Earlier Crop News articles focused on dicamba’s potential routes of injury, injury symptomology, soybean sensitivity and yield loss potential. In this article, I would like to explore in greater detail the factors that could contribute to dicamba volatility’s role as a potential route of injury.
I will be working off the assumption that the primary cause of dicamba volatility is due to degradation of the new dicamba formulations to dicamba acid, dicamba’s most volatile form. A 1979 Weed Science publication by Behrens, R. and W. E. Lueschen titled “Dicamba Volatility” will serve as my reference.
Dr. Bob Hartzler provided an excellent summary of the Behrens and Lueschen paper back in July of 2001 (here). As you review this research, keep in mind that the newer formulations have made definite improvements over the dicamba salts studied in 1979, but reductions in volatility and no volatility are not the same thing, especially with a crop as sensitive to dicamba as is soybean.
In the Behrens and Lueschen paper, the following environmental factors contributed to soybean injury due to dicamba volatilization: increasing temperature, decreasing humidity, and lack of rainfall following application.
Increasing rate of application (upper limit of 0.5 lb a.e./A) and application to taller corn or soybean increases dicamba volatility due to higher concentrations on larger leaf areas, providing a larger evaporative surface area.
Also, differences in the physical and chemical properties of the surface area that dicamba is applied to also influences dicamba volatility. In growth chamber studies, significantly more injury occurred when dicamba was applied to corn or soybean leaves (40%) than when it was applied to soil (26%).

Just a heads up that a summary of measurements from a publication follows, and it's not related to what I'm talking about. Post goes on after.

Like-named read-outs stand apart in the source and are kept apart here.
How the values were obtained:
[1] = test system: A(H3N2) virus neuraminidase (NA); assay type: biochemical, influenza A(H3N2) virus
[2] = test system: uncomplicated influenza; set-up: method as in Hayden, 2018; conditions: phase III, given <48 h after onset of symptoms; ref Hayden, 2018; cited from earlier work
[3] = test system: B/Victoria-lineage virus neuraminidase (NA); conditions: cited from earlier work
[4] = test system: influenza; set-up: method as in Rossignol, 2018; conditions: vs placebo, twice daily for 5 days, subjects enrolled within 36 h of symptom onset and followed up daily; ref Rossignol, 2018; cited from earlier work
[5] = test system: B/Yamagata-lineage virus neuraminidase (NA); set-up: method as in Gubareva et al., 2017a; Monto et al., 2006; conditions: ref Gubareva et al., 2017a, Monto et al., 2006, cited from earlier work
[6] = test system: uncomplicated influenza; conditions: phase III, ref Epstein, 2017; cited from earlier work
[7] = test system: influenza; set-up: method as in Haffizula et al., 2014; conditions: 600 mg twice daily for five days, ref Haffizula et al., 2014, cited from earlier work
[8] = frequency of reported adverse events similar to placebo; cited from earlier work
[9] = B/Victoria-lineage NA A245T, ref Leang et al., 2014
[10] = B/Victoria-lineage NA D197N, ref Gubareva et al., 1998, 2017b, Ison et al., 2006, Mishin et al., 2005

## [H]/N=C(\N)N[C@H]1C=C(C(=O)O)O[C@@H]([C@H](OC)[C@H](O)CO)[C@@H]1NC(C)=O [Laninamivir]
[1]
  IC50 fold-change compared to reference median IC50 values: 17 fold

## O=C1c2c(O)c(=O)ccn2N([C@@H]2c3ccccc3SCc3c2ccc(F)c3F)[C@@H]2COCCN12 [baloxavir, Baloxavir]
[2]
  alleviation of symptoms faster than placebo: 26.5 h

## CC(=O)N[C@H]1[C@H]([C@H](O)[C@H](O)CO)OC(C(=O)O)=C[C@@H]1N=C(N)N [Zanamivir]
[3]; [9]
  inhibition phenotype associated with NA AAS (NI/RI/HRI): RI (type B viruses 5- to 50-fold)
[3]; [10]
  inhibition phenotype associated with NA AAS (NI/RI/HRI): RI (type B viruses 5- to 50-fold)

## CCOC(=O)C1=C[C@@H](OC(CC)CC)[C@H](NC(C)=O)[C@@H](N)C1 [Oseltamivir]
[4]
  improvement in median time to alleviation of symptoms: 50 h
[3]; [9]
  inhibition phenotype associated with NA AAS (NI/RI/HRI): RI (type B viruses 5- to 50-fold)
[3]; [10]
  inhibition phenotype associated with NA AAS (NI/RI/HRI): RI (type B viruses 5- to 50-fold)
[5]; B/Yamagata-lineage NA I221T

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Field studies indicated that soybeans downwind of corn sprayed with 0.25 lb a.e/A showed declining injury as distance from treated corn increased but injury symptoms were still evident ( ~20% injury) out to the maximum distance evaluated, 200 feet. Dicamba volatilization continued to occur 10 feet downwind of the treated area for a period of three days after application however, when as little as 0.1 of an inch of rain fell after dicamba application, only minor injury symptoms were detected.
Therefore in evaluating what happened in 2017 in regard to what part volatilization played in off-target movement to soybean, I would suggest that you investigate the following combination of factors that took place at and after application: high temperature, low humidity, slow air movement to concentrate dicamba vapor, lack of rainfall, larger soybean plant height and leaf area, and products such as AMS that could cause dicamba to disassociate to the acid form before it is even sprayed.
Investigations are underway by herbicide manufactures, state agencies, crop consultants, and University researchers and Extension specialists to better understand the off-target movement of the dicamba products developed for use on Xtend-traited soybean.